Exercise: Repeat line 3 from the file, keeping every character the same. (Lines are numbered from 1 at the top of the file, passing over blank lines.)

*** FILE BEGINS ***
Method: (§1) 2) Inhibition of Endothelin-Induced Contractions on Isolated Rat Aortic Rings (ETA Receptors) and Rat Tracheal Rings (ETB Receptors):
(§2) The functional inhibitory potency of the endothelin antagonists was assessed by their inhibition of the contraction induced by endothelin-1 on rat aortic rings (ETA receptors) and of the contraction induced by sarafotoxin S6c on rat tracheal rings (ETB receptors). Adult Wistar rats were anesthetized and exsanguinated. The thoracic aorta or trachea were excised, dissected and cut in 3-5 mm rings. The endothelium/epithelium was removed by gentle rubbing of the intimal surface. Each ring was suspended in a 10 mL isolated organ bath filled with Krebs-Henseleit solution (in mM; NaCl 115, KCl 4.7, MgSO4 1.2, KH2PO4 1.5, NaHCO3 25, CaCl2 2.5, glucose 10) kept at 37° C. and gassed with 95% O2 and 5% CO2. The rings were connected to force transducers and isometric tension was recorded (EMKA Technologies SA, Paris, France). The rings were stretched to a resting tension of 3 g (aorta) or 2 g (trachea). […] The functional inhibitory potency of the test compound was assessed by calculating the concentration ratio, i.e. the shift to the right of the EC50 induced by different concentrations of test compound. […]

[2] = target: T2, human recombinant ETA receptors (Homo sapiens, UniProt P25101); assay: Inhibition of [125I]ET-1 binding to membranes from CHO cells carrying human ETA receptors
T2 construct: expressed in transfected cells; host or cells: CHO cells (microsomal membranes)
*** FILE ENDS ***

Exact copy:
[2] = target: T2, human recombinant ETA receptors (Homo sapiens, UniProt P25101); assay: Inhibition of [125I]ET-1 binding to membranes from CHO cells carrying human ETA receptors